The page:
From Kendra Langdon Juskus, Managing Editor
Flourish magazine, Fall 2010
We chose Flourish as the name for this organization and this publication because the word implies a full-orbed thriving of things in every direction; all things glorying and growing to their full, life-glutted potential within the boundary lines God has marked out for them. (Proverbs 8:27-29 is just one biblical example of this idea.)
That’s why every issue of Flourish magazine, which is now starting its second year of publication, addresses the topic of creation care (which often gets whittled down to all things “green” and a few simple lifestyle guidelines) from so many different angles.
For instance, in this issue noted Christian ethicist David Gushee argues that tending and keeping creation is fundamental to the sanctity-of-human-life ethic that shapes much of our thinking about life and death. Meanwhile, Matthew Dickerson brings a literary perspective to bear on the increasingly fraught subject of how Christians should engage technology—that ubiquitous behemoth that creates incredible opportunities but also threatens the very humanness that Christ dignified in the incarnation. You might be surprised by what Dickerson finds in the works of well-loved authors like J.R.R. Tolkien and C.S. Lewis.
Unfortunately, in this fallen world we must also point out where flourishing fails to happen. The oil disaster in the Gulf of Mexico and the continuing crumbling of Haiti’s ecological and societal health provide examples of abundance cut short. Both issues are treated here, but not without an eye toward hope.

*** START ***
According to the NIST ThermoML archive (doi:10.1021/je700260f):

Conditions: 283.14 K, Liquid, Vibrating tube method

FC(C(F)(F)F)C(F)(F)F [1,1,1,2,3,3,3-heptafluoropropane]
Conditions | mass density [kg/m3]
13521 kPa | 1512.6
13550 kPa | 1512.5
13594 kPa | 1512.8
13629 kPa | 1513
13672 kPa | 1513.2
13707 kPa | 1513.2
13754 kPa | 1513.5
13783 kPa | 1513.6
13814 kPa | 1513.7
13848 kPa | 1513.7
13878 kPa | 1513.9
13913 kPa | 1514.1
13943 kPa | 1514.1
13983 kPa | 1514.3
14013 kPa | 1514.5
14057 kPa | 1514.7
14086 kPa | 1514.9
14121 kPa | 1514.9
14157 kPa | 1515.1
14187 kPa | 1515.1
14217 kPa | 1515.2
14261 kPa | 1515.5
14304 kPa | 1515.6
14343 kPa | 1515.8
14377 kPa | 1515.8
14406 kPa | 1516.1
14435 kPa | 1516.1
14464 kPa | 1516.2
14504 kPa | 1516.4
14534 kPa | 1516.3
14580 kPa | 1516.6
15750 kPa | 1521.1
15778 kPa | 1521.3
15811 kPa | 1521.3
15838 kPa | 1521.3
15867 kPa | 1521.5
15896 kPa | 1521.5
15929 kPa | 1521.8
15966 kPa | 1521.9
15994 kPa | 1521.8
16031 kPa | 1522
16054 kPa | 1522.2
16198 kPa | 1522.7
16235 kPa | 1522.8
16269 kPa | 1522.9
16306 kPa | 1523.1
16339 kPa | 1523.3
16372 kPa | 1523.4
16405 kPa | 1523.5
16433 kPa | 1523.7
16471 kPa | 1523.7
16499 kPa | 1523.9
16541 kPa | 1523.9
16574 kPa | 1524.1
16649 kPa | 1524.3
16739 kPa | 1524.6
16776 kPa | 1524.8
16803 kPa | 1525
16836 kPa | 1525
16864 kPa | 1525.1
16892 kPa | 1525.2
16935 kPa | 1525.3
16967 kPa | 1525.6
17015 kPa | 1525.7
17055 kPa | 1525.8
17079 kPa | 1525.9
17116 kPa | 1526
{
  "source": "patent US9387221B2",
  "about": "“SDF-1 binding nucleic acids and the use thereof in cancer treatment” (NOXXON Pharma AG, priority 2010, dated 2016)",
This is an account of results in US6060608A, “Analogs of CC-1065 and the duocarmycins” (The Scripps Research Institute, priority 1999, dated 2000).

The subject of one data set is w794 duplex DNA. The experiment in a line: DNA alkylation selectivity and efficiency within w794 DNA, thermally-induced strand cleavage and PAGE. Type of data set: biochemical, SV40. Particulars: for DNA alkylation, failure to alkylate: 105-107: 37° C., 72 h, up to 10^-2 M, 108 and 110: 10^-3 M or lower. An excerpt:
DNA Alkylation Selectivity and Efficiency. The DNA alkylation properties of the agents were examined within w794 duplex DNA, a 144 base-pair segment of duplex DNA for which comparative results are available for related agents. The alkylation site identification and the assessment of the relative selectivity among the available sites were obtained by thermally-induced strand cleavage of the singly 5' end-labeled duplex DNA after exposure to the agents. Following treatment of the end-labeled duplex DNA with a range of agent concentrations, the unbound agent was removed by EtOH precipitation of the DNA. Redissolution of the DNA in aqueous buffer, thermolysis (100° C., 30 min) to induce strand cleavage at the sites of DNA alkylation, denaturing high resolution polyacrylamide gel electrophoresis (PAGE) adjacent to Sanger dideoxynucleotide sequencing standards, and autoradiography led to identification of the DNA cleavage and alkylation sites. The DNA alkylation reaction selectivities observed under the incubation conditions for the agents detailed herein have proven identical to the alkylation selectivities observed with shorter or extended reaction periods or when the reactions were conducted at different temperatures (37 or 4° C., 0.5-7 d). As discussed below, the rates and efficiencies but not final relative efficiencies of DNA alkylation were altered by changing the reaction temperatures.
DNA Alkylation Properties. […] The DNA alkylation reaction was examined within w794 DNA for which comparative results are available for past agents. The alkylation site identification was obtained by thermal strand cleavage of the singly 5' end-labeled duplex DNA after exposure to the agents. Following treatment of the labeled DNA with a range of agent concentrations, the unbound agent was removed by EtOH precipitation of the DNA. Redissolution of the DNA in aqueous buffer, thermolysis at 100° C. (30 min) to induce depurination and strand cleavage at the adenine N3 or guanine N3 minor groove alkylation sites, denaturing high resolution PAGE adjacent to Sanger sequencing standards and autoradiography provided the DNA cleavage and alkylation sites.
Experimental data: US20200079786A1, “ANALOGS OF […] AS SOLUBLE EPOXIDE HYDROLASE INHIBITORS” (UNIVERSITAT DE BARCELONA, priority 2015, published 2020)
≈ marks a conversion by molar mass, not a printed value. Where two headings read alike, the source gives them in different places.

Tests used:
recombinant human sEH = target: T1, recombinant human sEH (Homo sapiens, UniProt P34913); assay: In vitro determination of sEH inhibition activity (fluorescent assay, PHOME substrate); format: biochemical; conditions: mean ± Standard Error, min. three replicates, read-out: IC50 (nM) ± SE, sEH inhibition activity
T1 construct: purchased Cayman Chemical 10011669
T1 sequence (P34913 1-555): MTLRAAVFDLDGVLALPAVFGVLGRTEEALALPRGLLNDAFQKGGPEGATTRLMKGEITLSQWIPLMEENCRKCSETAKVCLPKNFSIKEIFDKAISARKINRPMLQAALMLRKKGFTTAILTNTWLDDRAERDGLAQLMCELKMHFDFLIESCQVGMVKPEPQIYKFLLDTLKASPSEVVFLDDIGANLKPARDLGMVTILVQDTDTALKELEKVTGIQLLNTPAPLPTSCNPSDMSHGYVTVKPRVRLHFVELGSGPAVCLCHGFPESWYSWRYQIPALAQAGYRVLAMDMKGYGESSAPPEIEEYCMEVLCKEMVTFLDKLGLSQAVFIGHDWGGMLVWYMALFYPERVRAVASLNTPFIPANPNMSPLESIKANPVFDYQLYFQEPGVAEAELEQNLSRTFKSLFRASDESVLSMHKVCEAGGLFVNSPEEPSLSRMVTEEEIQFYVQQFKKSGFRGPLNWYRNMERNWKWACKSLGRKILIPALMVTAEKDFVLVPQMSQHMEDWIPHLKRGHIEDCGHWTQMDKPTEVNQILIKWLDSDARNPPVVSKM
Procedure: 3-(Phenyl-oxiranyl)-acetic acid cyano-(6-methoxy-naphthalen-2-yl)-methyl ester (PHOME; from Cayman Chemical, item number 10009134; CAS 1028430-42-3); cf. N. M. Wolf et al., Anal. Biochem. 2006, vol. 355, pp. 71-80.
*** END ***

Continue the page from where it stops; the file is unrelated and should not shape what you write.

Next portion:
And where does that hope come from? Steven Bouma-Prediger, in a selection from the second edition of his book, For the Beauty of the Earth, which bolstered the creation care movement at its original publication in 2001, reminds us that “our Redeemer is our Creator,” whose love causes creation to thrive. As Bouma-Prediger writes earlier in his book, “The health of all earth-dwellers is at stake if we humans don’t properly understand our place and calling in God’s scheme of things. This leads to one more thing that is at stake: how we comprehend who we are and what we are supposed to do. Our own individual and collective self-understanding is at stake—in summary, how we understand God, the world, ourselves.” That understanding leads to flourishing.
So earth-care is approached in this—and every—issue of Flourish from the myriad angles of existence that it is inextricably connected to: the health of bodies, spirits, and economies around the world; Scripture; neighborhoods, families, and churches; ecology and biology, but also philosophy and theology; laptops and smart phones; dinner tables and light bulbs; novels and poetry.
In fact, it is acclaimed poet Robert Siegel’s poem here, “Rinsed with Gold, Endless, Walking the Fields,” that perhaps provides the best image of this full-throated flourishing and our most appropriate response: “Let your lungs unfold like a field of roses / …And each breath rise sinuous with praise.”